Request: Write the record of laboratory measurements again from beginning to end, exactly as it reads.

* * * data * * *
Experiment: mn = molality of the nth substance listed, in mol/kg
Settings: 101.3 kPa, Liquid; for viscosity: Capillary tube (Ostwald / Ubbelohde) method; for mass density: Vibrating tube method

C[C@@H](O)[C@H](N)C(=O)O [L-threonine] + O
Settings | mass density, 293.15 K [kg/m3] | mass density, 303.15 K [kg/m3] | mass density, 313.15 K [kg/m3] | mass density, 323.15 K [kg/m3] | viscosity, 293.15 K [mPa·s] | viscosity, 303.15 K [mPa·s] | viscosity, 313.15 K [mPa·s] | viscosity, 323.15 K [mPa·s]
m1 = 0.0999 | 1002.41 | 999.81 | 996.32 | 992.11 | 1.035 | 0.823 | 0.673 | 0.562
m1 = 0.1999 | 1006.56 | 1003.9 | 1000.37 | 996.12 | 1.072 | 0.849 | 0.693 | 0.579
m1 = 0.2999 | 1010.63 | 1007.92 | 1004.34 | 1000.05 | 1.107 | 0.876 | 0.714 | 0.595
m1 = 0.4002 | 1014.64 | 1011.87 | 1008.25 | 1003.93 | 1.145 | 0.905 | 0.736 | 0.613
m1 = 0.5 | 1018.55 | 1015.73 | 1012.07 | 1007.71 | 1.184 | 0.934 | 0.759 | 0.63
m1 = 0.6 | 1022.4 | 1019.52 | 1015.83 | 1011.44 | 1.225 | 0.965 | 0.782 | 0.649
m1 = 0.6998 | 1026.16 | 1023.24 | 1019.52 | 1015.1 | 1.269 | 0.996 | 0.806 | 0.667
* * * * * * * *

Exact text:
Experiment: mn = molality of the nth substance listed, in mol/kg
Settings: 101.3 kPa, Liquid; for viscosity: Capillary tube (Ostwald / Ubbelohde) method; for mass density: Vibrating tube method

C[C@@H](O)[C@H](N)C(=O)O [L-threonine] + O
Settings | mass density, 293.15 K [kg/m3] | mass density, 303.15 K [kg/m3] | mass density, 313.15 K [kg/m3] | mass density, 323.15 K [kg/m3] | viscosity, 293.15 K [mPa·s] | viscosity, 303.15 K [mPa·s] | viscosity, 313.15 K [mPa·s] | viscosity, 323.15 K [mPa·s]
m1 = 0.0999 | 1002.41 | 999.81 | 996.32 | 992.11 | 1.035 | 0.823 | 0.673 | 0.562
m1 = 0.1999 | 1006.56 | 1003.9 | 1000.37 | 996.12 | 1.072 | 0.849 | 0.693 | 0.579
m1 = 0.2999 | 1010.63 | 1007.92 | 1004.34 | 1000.05 | 1.107 | 0.876 | 0.714 | 0.595
m1 = 0.4002 | 1014.64 | 1011.87 | 1008.25 | 1003.93 | 1.145 | 0.905 | 0.736 | 0.613
m1 = 0.5 | 1018.55 | 1015.73 | 1012.07 | 1007.71 | 1.184 | 0.934 | 0.759 | 0.63
m1 = 0.6 | 1022.4 | 1019.52 | 1015.83 | 1011.44 | 1.225 | 0.965 | 0.782 | 0.649
m1 = 0.6998 | 1026.16 | 1023.24 | 1019.52 | 1015.1 | 1.269 | 0.996 | 0.806 | 0.667